Arthur O. Sulzberger, the publisher who led The New York Times through three decades of change, created a template that is now taken for granted by newspaper readers around the country but was hardly universally accepted at first.
During a rough financial patch in the ’70s, Sulzberger, who died Saturday at the age of 86, recognized the paper had to find new sources of advertising to support its costly newsgathering mission. He took a gamble and expanded the paper to four sections from two, adding new lifestyle sections to appeal to women and advertisers. Regional sections would come later.
The additions of sections like Living and Home were initially criticized as unworthy of a serious newspaper and the subject of internal strife before being validated as a success as affluent readers and advertisers followed.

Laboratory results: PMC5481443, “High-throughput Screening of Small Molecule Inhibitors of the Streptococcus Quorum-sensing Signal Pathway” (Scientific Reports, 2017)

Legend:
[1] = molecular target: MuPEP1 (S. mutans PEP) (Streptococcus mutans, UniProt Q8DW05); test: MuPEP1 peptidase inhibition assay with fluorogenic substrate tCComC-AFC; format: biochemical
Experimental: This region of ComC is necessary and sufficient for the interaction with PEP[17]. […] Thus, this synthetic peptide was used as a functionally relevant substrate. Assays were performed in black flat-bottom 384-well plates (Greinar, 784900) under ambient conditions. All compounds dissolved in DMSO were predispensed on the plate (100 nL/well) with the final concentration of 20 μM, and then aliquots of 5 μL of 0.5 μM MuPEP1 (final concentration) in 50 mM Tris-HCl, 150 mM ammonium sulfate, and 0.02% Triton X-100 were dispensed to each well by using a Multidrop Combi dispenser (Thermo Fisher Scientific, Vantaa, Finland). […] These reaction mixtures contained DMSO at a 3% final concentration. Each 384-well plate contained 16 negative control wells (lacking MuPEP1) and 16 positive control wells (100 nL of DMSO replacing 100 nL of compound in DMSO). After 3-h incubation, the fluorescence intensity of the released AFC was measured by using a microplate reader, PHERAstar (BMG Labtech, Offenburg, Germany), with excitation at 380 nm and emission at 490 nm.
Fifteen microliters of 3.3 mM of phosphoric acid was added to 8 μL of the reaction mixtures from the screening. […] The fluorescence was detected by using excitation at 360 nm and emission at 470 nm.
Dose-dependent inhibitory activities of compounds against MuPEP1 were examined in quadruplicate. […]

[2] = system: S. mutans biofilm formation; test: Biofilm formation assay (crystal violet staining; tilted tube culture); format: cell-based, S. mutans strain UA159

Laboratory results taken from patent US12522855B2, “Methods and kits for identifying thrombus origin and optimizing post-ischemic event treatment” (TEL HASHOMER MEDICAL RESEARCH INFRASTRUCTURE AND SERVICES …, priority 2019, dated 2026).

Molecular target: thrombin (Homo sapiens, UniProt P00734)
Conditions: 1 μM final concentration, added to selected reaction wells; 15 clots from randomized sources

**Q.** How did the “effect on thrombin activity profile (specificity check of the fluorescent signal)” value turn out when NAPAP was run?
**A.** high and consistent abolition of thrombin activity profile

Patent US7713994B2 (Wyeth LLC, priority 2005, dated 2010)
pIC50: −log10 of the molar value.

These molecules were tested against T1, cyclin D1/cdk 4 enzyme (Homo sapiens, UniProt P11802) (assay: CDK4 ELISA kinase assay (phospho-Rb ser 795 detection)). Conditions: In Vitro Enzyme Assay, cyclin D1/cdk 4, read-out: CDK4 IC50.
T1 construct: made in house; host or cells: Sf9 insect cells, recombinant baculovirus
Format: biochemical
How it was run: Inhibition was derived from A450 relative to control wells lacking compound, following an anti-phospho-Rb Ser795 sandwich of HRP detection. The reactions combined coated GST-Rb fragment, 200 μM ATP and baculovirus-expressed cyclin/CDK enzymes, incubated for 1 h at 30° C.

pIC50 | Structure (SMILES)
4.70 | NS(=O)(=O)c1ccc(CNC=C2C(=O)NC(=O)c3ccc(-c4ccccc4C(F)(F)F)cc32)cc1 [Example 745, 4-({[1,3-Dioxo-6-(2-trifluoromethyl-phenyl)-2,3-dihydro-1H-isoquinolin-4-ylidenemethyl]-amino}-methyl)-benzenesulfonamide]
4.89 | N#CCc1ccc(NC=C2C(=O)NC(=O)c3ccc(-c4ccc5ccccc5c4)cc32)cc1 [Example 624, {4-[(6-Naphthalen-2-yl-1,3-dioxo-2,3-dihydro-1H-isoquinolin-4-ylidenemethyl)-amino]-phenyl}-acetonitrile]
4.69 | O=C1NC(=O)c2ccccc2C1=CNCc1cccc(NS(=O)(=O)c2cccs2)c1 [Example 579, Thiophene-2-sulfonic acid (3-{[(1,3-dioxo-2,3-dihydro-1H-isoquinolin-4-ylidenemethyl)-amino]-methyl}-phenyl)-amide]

“What to do with Tuesday became an issue," the Times reported. "It turned into a tug of war. The business staff wanted a fashion section, seeing it as a sure way to bring in advertising. The newsroom preferred a science section, seeing it as more in tune with The Times’s traditional mandate.”
Some of that legacy has since eroded. In 2009, the paper killed its five regional sections to focus more on city coverage. As newspapers in general have fallen on hard times, the broadening of content has reversed itself as newsrooms have cut back on staffing and space devoted to soft as well as hard news coverage, a trend that seems likely to continue.
While Sulzberger is described as a mostly hands-off publisher, he showed his contrarian side again when he hired conservative William Safire as a columnist to balance out the paper’s liberal voice, a decision that was met with outrage. Since then, the Times has sprinkled its editorial pages with pundits from the right, like Bill Kristol, David Brooks and Ross Douthat.